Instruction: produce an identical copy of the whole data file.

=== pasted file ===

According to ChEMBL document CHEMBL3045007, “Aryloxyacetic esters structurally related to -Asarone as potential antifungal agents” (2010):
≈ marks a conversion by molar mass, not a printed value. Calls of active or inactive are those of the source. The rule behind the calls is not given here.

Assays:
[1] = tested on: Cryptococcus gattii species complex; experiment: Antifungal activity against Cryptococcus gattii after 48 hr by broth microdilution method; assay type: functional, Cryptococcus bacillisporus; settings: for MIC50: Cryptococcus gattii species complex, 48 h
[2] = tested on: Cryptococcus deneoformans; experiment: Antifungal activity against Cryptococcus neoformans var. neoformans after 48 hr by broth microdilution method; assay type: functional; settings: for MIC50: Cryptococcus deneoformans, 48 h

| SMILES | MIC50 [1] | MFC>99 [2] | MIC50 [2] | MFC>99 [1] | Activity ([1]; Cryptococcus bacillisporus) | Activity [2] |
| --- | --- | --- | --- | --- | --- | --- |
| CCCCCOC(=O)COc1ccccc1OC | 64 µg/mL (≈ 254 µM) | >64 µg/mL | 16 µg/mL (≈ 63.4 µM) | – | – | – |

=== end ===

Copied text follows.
According to ChEMBL document CHEMBL3045007, “Aryloxyacetic esters structurally related to -Asarone as potential antifungal agents” (2010):
≈ marks a conversion by molar mass, not a printed value. Calls of active or inactive are those of the source. The rule behind the calls is not given here.

Assays:
[1] = tested on: Cryptococcus gattii species complex; experiment: Antifungal activity against Cryptococcus gattii after 48 hr by broth microdilution method; assay type: functional, Cryptococcus bacillisporus; settings: for MIC50: Cryptococcus gattii species complex, 48 h
[2] = tested on: Cryptococcus deneoformans; experiment: Antifungal activity against Cryptococcus neoformans var. neoformans after 48 hr by broth microdilution method; assay type: functional; settings: for MIC50: Cryptococcus deneoformans, 48 h

| SMILES | MIC50 [1] | MFC>99 [2] | MIC50 [2] | MFC>99 [1] | Activity ([1]; Cryptococcus bacillisporus) | Activity [2] |
| --- | --- | --- | --- | --- | --- | --- |
| CCCCCOC(=O)COc1ccccc1OC | 64 µg/mL (≈ 254 µM) | >64 µg/mL | 16 µg/mL (≈ 63.4 µM) | – | – | – |